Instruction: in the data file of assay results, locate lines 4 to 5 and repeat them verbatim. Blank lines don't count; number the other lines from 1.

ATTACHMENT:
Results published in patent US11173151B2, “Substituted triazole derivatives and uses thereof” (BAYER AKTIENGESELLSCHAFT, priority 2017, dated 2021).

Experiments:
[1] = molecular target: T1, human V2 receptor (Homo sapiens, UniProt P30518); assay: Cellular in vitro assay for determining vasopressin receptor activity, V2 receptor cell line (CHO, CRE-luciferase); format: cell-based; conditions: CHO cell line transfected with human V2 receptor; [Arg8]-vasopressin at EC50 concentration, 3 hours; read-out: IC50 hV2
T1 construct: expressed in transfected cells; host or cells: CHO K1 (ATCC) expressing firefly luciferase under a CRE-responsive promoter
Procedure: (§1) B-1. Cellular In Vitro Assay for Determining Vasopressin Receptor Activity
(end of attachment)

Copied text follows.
T1 construct: expressed in transfected cells; host or cells: CHO K1 (ATCC) expressing firefly luciferase under a CRE-responsive promoter
Procedure: (§1) B-1. Cellular In Vitro Assay for Determining Vasopressin Receptor Activity